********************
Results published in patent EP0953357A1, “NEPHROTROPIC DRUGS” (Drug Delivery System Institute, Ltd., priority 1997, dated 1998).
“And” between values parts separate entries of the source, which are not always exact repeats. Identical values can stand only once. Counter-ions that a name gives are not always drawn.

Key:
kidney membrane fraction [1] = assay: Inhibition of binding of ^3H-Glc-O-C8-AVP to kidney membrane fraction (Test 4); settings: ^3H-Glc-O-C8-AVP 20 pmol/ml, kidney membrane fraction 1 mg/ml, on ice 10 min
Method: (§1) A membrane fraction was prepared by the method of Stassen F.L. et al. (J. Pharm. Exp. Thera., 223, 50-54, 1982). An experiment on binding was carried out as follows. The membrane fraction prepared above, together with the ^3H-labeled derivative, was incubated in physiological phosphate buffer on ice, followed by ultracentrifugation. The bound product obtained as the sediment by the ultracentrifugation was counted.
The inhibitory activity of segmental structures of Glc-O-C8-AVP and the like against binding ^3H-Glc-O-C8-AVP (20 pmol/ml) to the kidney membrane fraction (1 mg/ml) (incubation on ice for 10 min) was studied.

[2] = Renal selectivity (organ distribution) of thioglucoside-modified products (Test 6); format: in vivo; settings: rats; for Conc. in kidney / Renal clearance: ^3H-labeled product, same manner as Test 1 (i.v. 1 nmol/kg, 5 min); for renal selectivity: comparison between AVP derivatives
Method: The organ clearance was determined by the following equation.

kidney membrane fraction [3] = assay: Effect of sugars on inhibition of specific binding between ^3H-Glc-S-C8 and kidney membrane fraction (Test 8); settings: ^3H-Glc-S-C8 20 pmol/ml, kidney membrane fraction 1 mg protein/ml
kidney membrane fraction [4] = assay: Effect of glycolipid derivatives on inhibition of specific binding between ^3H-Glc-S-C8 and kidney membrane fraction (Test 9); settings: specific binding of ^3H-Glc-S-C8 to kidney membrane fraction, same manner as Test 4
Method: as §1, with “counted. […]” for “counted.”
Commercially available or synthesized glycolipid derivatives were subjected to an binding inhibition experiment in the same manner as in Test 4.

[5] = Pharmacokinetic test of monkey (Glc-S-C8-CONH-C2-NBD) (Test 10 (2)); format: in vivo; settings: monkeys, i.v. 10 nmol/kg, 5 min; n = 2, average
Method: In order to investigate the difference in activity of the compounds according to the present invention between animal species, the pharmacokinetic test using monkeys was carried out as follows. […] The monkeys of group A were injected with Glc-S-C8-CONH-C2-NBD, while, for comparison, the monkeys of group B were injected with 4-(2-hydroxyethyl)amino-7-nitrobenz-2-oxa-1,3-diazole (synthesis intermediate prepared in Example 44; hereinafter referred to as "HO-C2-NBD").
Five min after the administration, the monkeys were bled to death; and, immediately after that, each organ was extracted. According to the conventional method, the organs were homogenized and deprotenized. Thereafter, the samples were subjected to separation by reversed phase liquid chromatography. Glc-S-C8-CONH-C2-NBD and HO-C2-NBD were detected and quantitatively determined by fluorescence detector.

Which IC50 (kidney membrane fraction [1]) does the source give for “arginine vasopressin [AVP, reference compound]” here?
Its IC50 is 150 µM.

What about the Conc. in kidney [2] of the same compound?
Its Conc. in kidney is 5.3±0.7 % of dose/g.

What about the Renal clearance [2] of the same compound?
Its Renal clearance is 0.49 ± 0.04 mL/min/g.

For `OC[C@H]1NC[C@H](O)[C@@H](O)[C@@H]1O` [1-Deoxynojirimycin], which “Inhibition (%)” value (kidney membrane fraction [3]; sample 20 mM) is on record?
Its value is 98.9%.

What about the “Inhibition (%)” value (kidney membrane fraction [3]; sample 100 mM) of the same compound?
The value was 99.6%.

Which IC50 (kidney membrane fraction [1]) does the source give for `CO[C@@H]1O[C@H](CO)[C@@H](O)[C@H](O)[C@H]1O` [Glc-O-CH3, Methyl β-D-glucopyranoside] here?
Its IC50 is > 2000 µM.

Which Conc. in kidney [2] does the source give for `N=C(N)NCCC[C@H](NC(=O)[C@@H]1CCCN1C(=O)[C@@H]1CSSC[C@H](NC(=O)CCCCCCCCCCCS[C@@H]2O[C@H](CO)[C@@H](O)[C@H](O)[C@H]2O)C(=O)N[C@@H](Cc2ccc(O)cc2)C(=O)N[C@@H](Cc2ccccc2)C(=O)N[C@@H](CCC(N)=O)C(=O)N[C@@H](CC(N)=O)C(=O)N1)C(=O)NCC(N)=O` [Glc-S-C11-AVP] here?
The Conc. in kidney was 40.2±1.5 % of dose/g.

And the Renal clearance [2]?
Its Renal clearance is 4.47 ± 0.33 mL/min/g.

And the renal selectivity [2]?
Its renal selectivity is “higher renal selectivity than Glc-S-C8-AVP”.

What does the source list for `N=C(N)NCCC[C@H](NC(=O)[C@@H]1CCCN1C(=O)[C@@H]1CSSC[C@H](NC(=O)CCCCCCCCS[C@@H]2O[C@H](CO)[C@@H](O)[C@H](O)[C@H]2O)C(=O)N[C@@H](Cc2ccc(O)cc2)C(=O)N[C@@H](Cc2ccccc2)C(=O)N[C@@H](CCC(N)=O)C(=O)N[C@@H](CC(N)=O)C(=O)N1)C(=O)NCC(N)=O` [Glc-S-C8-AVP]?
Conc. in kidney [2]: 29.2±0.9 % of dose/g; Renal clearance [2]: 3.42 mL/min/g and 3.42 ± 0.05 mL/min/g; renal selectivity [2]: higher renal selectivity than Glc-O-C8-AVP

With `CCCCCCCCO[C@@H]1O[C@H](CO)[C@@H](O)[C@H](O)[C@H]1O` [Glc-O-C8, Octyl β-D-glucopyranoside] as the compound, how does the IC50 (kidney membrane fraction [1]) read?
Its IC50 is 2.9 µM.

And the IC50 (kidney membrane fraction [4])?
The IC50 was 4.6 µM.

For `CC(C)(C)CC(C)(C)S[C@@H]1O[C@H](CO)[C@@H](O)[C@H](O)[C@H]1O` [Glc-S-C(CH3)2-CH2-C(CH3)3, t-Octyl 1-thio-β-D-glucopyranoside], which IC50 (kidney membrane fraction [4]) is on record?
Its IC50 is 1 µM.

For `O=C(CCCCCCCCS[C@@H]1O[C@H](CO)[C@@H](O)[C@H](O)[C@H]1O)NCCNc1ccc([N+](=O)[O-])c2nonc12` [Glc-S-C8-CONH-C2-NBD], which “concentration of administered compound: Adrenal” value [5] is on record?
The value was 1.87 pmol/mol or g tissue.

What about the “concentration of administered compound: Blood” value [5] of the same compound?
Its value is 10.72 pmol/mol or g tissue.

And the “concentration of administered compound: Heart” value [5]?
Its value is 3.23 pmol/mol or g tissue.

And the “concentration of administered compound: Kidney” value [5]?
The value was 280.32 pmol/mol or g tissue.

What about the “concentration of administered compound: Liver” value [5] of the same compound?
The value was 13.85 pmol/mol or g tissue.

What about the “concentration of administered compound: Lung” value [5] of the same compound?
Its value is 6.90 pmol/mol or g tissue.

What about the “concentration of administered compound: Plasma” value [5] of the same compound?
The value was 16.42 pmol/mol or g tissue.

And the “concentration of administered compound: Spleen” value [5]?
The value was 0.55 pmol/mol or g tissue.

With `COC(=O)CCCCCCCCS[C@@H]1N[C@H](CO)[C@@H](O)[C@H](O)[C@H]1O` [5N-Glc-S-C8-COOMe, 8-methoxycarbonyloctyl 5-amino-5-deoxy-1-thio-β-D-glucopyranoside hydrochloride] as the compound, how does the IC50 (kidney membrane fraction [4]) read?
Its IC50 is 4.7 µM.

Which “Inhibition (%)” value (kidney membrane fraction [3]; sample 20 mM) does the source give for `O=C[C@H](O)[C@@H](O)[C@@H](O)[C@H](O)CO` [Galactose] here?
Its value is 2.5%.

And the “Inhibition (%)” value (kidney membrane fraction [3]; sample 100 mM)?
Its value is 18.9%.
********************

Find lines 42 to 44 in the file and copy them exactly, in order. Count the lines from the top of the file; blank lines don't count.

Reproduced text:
For `O=C(CCCCCCCCS[C@@H]1O[C@H](CO)[C@@H](O)[C@H](O)[C@H]1O)NCCNc1ccc([N+](=O)[O-])c2nonc12` [Glc-S-C8-CONH-C2-NBD], which “concentration of administered compound: Adrenal” value [5] is on record?
The value was 1.87 pmol/mol or g tissue.

What about the “concentration of administered compound: Blood” value [5] of the same compound?